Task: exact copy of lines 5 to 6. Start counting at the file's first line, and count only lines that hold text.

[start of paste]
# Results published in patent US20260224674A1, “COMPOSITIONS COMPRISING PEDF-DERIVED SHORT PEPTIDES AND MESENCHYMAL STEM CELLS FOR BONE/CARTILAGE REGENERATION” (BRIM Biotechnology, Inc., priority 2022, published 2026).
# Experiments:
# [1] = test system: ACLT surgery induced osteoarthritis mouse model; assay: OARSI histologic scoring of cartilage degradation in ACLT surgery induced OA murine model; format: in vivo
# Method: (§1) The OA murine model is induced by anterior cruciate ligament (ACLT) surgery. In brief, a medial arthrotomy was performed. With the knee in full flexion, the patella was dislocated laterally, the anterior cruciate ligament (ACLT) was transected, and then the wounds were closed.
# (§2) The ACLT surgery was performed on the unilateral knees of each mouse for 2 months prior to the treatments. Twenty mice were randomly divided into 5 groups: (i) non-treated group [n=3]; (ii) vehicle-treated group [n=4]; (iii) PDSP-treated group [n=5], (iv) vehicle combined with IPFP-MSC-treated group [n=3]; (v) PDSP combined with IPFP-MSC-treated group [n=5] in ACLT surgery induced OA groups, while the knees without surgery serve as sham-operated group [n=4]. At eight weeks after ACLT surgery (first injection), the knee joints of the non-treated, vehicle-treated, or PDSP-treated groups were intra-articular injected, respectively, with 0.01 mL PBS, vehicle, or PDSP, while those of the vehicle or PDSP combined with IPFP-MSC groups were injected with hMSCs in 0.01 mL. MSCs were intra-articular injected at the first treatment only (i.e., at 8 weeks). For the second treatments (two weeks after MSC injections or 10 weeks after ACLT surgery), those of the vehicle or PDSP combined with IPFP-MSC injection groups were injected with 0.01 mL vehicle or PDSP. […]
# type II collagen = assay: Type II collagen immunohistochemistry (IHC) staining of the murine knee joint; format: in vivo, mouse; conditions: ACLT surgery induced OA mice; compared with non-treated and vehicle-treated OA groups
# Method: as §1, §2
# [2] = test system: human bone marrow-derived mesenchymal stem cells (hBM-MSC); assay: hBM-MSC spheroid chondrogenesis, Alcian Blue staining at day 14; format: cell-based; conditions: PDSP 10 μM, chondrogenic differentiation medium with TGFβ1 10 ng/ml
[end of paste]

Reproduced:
# (§2) The ACLT surgery was performed on the unilateral knees of each mouse for 2 months prior to the treatments. Twenty mice were randomly divided into 5 groups: (i) non-treated group [n=3]; (ii) vehicle-treated group [n=4]; (iii) PDSP-treated group [n=5], (iv) vehicle combined with IPFP-MSC-treated group [n=3]; (v) PDSP combined with IPFP-MSC-treated group [n=5] in ACLT surgery induced OA groups, while the knees without surgery serve as sham-operated group [n=4]. At eight weeks after ACLT surgery (first injection), the knee joints of the non-treated, vehicle-treated, or PDSP-treated groups were intra-articular injected, respectively, with 0.01 mL PBS, vehicle, or PDSP, while those of the vehicle or PDSP combined with IPFP-MSC groups were injected with hMSCs in 0.01 mL. MSCs were intra-articular injected at the first treatment only (i.e., at 8 weeks). For the second treatments (two weeks after MSC injections or 10 weeks after ACLT surgery), those of the vehicle or PDSP combined with IPFP-MSC injection groups were injected with 0.01 mL vehicle or PDSP. […]
# type II collagen = assay: Type II collagen immunohistochemistry (IHC) staining of the murine knee joint; format: in vivo, mouse; conditions: ACLT surgery induced OA mice; compared with non-treated and vehicle-treated OA groups